Brazilian bank halts schemes worth $13.5bn as Lava Jato scandal spreads overseas

Brazil’s national development bank has frozen $13.5bn of funds for 47 overseas projects, including those in Angola, Mozambique, Cuba and the Dominican Republic, as yet more corruption charges are brought against politicians and executives arising from the Lava Jato corruption probe.

The suspensions affect contracts awarded to Brazil’s biggest construction companies including Odebrecht, OAS, Queiroz Galvão, Camargo Corrêa and Andrade Gutierrez.

The National Bank for Economic and Social Development of Brazil (BNDES) said yesterday it will now audit each of the 47 schemes to check that they meet its financial standards.

Among the projects affected is the Moamba Major dam in Mozambique, for which the bank was supplying $320m, about 70% of its total cost of $466m, and the Port Mariel project in Cuba.

The vast probe begun by prosecuting judge Sergio Moro in March 2014 showed that construction companies formed a cartel in 2003 to overcharge state oil firm Petrobras for building contracts, and then paid some of the illicit cash to Petrobras executives and politicians from several parties.

So far nearly 200 executives and former politicians have been charged in the Petrobras probe, and more than 80 have been found guilty.

Yesterday a former Brazilian senator, Gim Argello, was sentenced to 19 years in prison for corruption, money laundering and obstruction of justice.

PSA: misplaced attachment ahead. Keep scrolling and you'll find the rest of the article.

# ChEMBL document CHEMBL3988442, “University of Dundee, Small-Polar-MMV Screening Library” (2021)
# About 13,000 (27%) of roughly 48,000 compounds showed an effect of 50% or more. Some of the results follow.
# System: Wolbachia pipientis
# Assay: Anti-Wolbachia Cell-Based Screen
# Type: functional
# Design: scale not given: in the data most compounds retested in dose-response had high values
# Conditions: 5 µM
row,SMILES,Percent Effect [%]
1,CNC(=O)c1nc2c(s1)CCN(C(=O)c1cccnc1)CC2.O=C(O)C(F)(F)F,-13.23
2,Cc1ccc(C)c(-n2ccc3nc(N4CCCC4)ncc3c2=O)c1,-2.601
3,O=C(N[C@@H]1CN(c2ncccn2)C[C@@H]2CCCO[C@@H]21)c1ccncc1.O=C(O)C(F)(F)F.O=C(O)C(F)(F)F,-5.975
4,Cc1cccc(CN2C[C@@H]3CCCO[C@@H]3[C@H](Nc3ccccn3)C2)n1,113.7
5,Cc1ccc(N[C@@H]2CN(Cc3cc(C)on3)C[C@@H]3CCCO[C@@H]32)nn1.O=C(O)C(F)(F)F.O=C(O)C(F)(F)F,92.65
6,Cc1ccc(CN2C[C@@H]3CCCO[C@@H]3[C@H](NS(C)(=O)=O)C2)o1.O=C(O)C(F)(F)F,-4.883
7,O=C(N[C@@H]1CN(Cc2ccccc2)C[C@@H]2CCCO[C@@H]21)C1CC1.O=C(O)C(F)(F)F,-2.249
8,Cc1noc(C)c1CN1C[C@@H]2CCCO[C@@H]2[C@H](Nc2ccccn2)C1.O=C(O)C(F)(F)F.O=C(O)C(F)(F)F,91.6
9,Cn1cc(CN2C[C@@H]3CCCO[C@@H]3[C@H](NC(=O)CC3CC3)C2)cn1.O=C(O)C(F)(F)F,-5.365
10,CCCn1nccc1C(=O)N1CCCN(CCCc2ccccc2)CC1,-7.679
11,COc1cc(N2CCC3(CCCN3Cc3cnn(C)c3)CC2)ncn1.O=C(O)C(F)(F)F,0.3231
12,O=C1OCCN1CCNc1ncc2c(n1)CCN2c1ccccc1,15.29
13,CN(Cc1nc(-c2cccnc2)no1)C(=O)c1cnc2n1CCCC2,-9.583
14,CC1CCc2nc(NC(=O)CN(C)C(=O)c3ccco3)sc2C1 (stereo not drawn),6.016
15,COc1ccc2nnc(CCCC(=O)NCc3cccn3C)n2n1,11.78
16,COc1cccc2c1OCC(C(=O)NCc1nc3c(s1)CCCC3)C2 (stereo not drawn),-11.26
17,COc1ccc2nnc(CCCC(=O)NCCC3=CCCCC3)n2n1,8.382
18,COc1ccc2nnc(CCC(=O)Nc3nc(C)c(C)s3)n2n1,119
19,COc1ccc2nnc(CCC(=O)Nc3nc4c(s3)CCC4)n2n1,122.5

Argello was arrested in April on evidence that he took more than $2m in bribes to ensure executives at major construction companies would not be summoned by an investigative congressional committee in 2014. Argello was the vice president of the committee.

Among those facing fresh charges as a result of the investigation of BNDES contracts are former Brazilian President Luiz Inacio Lula da Silva and 10 others.

Federal prosecutors on Monday charged Lula, businessman Marcelo Odebrecht and the others with "corruption, money laundering and influence peddling".

The Brazilian legal website Jota reported yesterday that federal police and the Ministry of Industry and Trade Development had opened an inquiry into the loans.

According to prosecutors, Lula worked with BNDES to obtain loans for engineering works that Odebrecht carried out in Angola, for which he was paid a fee – a charge that the former president’s defence team rejects.

Marcelo Odebrecht has already been sentenced to 19 years in prison after being convicted of paying more than $30m in bribes to Petrobras executives. In August 2015, five former executives of construction firm OAS were sentenced to between 11 and 16 years in prison for corruption.

The Lava Jato, or "carwash" investigation gained its name because of the use of money transfer service at the Posto da Torre petrol station in Brasília to dispose of illicit funds.

Image: The BNDES, based in Rio de Janeiro, is one of the world’s largest national development institution (BNDES)

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